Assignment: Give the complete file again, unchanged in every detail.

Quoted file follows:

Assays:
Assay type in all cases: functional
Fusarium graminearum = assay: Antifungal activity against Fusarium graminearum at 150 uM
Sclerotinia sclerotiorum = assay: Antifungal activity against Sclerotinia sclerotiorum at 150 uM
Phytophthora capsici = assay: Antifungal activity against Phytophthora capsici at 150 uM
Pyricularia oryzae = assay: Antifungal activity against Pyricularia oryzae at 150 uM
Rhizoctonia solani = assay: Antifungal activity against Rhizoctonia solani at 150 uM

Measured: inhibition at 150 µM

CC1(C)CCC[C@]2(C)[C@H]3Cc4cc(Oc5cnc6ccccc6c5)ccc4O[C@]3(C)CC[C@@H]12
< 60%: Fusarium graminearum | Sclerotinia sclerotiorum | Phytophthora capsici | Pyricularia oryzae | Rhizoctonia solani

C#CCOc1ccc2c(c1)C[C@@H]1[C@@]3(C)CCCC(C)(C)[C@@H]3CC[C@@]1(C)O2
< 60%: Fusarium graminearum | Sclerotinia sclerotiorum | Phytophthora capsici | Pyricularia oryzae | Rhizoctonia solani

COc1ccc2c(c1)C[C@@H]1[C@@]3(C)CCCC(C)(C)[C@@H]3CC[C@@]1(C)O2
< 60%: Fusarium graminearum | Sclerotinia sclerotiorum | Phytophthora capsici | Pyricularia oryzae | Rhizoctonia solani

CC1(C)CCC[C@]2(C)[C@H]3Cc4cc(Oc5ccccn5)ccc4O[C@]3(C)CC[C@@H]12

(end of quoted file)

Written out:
Assays:
Assay type in all cases: functional
Fusarium graminearum = assay: Antifungal activity against Fusarium graminearum at 150 uM
Sclerotinia sclerotiorum = assay: Antifungal activity against Sclerotinia sclerotiorum at 150 uM
Phytophthora capsici = assay: Antifungal activity against Phytophthora capsici at 150 uM
Pyricularia oryzae = assay: Antifungal activity against Pyricularia oryzae at 150 uM
Rhizoctonia solani = assay: Antifungal activity against Rhizoctonia solani at 150 uM

Measured: inhibition at 150 µM

CC1(C)CCC[C@]2(C)[C@H]3Cc4cc(Oc5cnc6ccccc6c5)ccc4O[C@]3(C)CC[C@@H]12
< 60%: Fusarium graminearum | Sclerotinia sclerotiorum | Phytophthora capsici | Pyricularia oryzae | Rhizoctonia solani

C#CCOc1ccc2c(c1)C[C@@H]1[C@@]3(C)CCCC(C)(C)[C@@H]3CC[C@@]1(C)O2
< 60%: Fusarium graminearum | Sclerotinia sclerotiorum | Phytophthora capsici | Pyricularia oryzae | Rhizoctonia solani

COc1ccc2c(c1)C[C@@H]1[C@@]3(C)CCCC(C)(C)[C@@H]3CC[C@@]1(C)O2
< 60%: Fusarium graminearum | Sclerotinia sclerotiorum | Phytophthora capsici | Pyricularia oryzae | Rhizoctonia solani

CC1(C)CCC[C@]2(C)[C@H]3Cc4cc(Oc5ccccn5)ccc4O[C@]3(C)CC[C@@H]12